When setting up a job posting, be wary of how you word it and what qualifications you ask potential employees to have. You do not want to be accused of discrimination when you’re really just trying to find an employee who is a good fit for the company and the open position.
That’s not to say that you have no options if you do face such accusations. You absolutely do. Just because an employee or job applicant feels discriminated against does not mean that this is really what has happened. But avoiding the dispute entirely is easier for all involved.
Trying to attract younger workers can lead to problems
For instance, perhaps you want to bring new talent into the workplace, or maybe you want someone who just graduated from college and has up-to-date knowledge on the newest types of technology. That person would be the right fit.
You may consider writing that you want to hire a “recent college grad” in your job posting. From the company’s perspective, this makes sense. From a potential employee’s perspective, though, this could be seen as age discrimination. If most college graduates are fairly young — in their mid-20s — does your job posting discriminate against those who are 40 years of age and older? Do they feel like they cannot apply or will not get the job, even if they’re perfect for it, just because of their age?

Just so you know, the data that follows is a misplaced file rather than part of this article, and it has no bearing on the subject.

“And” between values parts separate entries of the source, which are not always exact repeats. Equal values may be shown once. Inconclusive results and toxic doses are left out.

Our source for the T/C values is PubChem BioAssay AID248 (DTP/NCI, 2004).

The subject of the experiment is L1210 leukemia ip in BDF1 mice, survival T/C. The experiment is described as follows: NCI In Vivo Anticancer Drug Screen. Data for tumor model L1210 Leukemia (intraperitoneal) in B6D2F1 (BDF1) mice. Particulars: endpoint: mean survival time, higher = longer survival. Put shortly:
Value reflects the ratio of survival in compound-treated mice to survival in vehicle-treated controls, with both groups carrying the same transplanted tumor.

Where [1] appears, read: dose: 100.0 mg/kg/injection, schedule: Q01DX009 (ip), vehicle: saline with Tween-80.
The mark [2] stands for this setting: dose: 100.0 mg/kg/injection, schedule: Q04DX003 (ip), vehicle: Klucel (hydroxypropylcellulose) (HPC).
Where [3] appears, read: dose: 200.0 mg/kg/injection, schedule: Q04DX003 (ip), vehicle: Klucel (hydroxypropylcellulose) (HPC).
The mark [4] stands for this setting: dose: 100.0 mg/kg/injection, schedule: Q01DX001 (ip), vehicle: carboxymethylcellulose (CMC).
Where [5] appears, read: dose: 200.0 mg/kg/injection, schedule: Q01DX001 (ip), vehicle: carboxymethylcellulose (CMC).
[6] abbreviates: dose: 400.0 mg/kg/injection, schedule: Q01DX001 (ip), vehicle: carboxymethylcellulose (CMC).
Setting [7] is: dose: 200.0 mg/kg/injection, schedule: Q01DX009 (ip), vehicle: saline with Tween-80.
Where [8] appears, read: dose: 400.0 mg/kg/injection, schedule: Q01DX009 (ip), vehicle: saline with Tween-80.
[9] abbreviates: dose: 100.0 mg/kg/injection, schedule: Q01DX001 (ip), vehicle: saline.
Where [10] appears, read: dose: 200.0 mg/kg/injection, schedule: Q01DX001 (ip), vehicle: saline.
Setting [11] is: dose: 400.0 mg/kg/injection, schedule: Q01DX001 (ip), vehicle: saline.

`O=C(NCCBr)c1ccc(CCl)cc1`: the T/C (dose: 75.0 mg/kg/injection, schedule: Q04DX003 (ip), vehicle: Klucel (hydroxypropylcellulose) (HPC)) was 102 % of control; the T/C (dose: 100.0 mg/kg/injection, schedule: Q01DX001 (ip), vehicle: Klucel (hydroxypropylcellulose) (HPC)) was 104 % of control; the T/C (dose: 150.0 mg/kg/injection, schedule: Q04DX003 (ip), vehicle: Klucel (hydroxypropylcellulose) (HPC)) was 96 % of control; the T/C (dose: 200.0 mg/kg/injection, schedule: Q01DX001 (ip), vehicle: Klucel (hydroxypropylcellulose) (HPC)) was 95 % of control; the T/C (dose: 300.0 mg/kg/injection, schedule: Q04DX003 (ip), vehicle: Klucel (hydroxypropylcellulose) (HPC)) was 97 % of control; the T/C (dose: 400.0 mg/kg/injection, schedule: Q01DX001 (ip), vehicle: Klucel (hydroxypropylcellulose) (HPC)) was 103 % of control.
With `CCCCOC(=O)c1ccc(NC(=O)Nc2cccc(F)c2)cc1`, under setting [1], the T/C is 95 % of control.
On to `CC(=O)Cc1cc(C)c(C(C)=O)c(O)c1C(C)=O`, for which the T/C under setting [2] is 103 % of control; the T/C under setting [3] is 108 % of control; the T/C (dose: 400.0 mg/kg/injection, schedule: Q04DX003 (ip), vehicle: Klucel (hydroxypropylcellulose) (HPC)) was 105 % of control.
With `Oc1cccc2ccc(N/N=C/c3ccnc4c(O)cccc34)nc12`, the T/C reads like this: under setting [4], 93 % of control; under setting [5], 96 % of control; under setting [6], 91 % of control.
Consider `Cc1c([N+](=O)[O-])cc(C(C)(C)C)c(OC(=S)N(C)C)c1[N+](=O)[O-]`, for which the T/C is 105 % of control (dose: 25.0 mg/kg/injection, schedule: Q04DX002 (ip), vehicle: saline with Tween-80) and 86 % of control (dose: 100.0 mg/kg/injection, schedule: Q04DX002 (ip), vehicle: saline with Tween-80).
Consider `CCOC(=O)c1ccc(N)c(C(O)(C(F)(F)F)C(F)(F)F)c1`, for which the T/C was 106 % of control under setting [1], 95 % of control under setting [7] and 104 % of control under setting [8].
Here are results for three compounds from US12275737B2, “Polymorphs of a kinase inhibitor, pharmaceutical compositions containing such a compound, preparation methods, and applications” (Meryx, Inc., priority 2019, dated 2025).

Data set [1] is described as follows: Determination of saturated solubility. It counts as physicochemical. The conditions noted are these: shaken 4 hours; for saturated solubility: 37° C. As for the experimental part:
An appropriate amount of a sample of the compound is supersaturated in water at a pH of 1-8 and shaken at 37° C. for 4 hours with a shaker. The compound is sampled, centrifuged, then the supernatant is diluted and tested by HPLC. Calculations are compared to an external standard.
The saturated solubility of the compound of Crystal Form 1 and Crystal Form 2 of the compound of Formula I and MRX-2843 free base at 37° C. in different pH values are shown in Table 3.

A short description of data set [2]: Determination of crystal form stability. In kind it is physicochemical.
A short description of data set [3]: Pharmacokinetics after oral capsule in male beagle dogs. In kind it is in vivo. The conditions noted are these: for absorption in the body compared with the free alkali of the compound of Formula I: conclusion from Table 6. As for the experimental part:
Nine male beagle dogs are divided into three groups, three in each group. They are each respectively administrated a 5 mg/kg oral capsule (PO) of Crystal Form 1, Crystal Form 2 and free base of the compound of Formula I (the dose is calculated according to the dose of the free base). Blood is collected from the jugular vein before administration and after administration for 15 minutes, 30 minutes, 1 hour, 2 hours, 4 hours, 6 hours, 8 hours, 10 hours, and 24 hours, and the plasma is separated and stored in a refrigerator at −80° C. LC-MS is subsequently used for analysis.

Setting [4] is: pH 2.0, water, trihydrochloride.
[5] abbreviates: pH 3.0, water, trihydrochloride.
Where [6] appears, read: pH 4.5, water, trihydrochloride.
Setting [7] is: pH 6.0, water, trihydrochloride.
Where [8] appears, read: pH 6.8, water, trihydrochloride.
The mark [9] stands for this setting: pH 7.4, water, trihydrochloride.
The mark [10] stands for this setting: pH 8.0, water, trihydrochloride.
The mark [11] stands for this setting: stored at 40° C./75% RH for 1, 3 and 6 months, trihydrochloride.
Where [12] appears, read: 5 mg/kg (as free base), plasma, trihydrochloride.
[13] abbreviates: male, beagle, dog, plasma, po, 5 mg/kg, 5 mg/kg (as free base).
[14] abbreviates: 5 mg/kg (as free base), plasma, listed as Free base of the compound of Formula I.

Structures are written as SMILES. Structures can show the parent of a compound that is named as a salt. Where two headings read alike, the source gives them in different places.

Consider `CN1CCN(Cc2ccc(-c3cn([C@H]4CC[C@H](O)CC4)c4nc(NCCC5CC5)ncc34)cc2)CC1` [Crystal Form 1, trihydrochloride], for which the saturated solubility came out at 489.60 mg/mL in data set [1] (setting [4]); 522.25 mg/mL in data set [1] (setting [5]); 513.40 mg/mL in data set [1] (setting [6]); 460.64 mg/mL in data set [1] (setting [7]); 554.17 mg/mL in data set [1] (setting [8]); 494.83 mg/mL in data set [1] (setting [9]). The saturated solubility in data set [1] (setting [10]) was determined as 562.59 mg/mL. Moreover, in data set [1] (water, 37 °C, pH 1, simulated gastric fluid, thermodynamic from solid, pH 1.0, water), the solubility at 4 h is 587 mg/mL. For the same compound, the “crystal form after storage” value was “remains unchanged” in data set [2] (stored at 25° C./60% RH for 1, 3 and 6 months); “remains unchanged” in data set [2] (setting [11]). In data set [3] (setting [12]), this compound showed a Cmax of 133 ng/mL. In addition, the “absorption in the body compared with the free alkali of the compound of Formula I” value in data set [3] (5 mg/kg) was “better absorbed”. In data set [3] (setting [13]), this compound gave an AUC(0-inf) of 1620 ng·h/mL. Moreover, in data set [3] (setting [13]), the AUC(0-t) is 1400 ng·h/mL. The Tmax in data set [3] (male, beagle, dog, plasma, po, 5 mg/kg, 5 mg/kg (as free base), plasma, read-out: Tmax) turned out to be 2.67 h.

This is just one example of how you could be accused of discrimination when that’s not at all what you’re trying to do. It can be hard for employers to find out how to attract the right talent properly. If you’re facing serious discrimination accusations as a result, you need to know what options you have to assert a defense.